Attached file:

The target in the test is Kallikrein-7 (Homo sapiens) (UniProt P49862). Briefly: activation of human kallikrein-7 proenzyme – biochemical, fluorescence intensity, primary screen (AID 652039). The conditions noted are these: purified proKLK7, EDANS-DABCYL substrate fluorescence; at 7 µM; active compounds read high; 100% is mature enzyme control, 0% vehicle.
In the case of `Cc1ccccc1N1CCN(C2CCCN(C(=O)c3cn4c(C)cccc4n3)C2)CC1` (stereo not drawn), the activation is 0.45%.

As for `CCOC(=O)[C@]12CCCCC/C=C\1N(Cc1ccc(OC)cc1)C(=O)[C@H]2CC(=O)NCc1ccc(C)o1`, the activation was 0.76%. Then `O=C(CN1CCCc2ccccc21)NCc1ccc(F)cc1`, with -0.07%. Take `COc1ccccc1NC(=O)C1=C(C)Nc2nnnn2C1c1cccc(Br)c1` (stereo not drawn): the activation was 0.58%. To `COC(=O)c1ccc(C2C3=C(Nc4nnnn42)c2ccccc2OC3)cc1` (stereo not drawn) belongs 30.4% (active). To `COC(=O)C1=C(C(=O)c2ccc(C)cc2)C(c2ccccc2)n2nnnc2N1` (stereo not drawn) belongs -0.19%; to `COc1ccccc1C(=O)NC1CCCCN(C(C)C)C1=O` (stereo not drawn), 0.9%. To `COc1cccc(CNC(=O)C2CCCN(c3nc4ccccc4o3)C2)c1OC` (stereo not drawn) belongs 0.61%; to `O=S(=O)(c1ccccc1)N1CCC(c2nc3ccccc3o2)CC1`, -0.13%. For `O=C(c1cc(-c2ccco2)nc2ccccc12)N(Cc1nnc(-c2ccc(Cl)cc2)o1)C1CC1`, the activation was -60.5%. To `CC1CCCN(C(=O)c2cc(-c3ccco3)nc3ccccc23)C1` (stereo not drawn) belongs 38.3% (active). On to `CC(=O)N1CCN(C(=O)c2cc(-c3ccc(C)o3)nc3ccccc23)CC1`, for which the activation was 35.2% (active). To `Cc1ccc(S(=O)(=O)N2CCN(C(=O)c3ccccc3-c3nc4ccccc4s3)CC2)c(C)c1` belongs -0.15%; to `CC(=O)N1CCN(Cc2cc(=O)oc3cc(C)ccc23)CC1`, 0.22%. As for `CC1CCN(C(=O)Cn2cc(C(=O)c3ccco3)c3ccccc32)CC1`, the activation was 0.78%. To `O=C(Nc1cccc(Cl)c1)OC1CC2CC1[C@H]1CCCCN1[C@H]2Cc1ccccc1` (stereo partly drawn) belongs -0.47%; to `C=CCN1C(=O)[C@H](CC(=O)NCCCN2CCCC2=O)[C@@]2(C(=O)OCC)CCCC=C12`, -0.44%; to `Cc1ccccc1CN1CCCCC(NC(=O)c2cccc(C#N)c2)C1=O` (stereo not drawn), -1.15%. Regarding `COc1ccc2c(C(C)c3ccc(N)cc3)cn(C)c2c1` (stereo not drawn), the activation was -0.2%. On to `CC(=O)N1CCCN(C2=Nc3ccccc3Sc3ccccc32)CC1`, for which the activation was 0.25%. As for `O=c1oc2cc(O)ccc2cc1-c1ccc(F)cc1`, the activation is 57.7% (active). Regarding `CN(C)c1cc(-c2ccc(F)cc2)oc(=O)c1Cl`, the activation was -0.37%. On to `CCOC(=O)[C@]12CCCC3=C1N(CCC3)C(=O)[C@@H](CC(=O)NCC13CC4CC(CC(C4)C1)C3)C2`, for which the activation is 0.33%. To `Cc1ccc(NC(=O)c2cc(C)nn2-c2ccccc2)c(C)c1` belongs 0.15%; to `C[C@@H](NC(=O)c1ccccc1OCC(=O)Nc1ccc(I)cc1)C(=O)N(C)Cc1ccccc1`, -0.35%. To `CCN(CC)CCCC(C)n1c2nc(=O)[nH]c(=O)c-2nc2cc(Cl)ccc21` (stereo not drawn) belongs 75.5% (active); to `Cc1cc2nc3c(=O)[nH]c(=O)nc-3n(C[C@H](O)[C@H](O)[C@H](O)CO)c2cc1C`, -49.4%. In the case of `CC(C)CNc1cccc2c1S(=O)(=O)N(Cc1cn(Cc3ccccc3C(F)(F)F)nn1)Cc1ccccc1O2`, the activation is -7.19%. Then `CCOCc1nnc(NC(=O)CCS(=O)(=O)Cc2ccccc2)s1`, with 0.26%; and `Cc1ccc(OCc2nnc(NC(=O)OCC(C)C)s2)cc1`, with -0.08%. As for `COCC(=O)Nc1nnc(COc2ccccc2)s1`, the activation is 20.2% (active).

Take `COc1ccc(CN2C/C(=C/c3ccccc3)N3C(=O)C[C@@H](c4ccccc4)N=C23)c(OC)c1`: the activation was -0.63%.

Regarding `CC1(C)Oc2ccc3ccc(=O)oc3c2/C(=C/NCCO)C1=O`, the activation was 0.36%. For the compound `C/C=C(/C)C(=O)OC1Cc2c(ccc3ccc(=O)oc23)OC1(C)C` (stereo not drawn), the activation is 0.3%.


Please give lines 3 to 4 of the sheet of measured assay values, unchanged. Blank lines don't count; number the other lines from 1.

As for `CCOC(=O)[C@]12CCCCC/C=C\1N(Cc1ccc(OC)cc1)C(=O)[C@H]2CC(=O)NCc1ccc(C)o1`, the activation was 0.76%. Then `O=C(CN1CCCc2ccccc21)NCc1ccc(F)cc1`, with -0.07%. Take `COc1ccccc1NC(=O)C1=C(C)Nc2nnnn2C1c1cccc(Br)c1` (stereo not drawn): the activation was 0.58%. To `COC(=O)c1ccc(C2C3=C(Nc4nnnn42)c2ccccc2OC3)cc1` (stereo not drawn) belongs 30.4% (active). To `COC(=O)C1=C(C(=O)c2ccc(C)cc2)C(c2ccccc2)n2nnnc2N1` (stereo not drawn) belongs -0.19%; to `COc1ccccc1C(=O)NC1CCCCN(C(C)C)C1=O` (stereo not drawn), 0.9%. To `COc1cccc(CNC(=O)C2CCCN(c3nc4ccccc4o3)C2)c1OC` (stereo not drawn) belongs 0.61%; to `O=S(=O)(c1ccccc1)N1CCC(c2nc3ccccc3o2)CC1`, -0.13%. For `O=C(c1cc(-c2ccco2)nc2ccccc12)N(Cc1nnc(-c2ccc(Cl)cc2)o1)C1CC1`, the activation was -60.5%. To `CC1CCCN(C(=O)c2cc(-c3ccco3)nc3ccccc23)C1` (stereo not drawn) belongs 38.3% (active). On to `CC(=O)N1CCN(C(=O)c2cc(-c3ccc(C)o3)nc3ccccc23)CC1`, for which the activation was 35.2% (active). To `Cc1ccc(S(=O)(=O)N2CCN(C(=O)c3ccccc3-c3nc4ccccc4s3)CC2)c(C)c1` belongs -0.15%; to `CC(=O)N1CCN(Cc2cc(=O)oc3cc(C)ccc23)CC1`, 0.22%. As for `CC1CCN(C(=O)Cn2cc(C(=O)c3ccco3)c3ccccc32)CC1`, the activation was 0.78%. To `O=C(Nc1cccc(Cl)c1)OC1CC2CC1[C@H]1CCCCN1[C@H]2Cc1ccccc1` (stereo partly drawn) belongs -0.47%; to `C=CCN1C(=O)[C@H](CC(=O)NCCCN2CCCC2=O)[C@@]2(C(=O)OCC)CCCC=C12`, -0.44%; to `Cc1ccccc1CN1CCCCC(NC(=O)c2cccc(C#N)c2)C1=O` (stereo not drawn), -1.15%. Regarding `COc1ccc2c(C(C)c3ccc(N)cc3)cn(C)c2c1` (stereo not drawn), the activation was -0.2%. On to `CC(=O)N1CCCN(C2=Nc3ccccc3Sc3ccccc32)CC1`, for which the activation was 0.25%. As for `O=c1oc2cc(O)ccc2cc1-c1ccc(F)cc1`, the activation is 57.7% (active). Regarding `CN(C)c1cc(-c2ccc(F)cc2)oc(=O)c1Cl`, the activation was -0.37%. On to `CCOC(=O)[C@]12CCCC3=C1N(CCC3)C(=O)[C@@H](CC(=O)NCC13CC4CC(CC(C4)C1)C3)C2`, for which the activation is 0.33%. To `Cc1ccc(NC(=O)c2cc(C)nn2-c2ccccc2)c(C)c1` belongs 0.15%; to `C[C@@H](NC(=O)c1ccccc1OCC(=O)Nc1ccc(I)cc1)C(=O)N(C)Cc1ccccc1`, -0.35%. To `CCN(CC)CCCC(C)n1c2nc(=O)[nH]c(=O)c-2nc2cc(Cl)ccc21` (stereo not drawn) belongs 75.5% (active); to `Cc1cc2nc3c(=O)[nH]c(=O)nc-3n(C[C@H](O)[C@H](O)[C@H](O)CO)c2cc1C`, -49.4%. In the case of `CC(C)CNc1cccc2c1S(=O)(=O)N(Cc1cn(Cc3ccccc3C(F)(F)F)nn1)Cc1ccccc1O2`, the activation is -7.19%. Then `CCOCc1nnc(NC(=O)CCS(=O)(=O)Cc2ccccc2)s1`, with 0.26%; and `Cc1ccc(OCc2nnc(NC(=O)OCC(C)C)s2)cc1`, with -0.08%. As for `COCC(=O)Nc1nnc(COc2ccccc2)s1`, the activation is 20.2% (active).

Take `COc1ccc(CN2C/C(=C/c3ccccc3)N3C(=O)C[C@@H](c4ccccc4)N=C23)c(OC)c1`: the activation was -0.63%.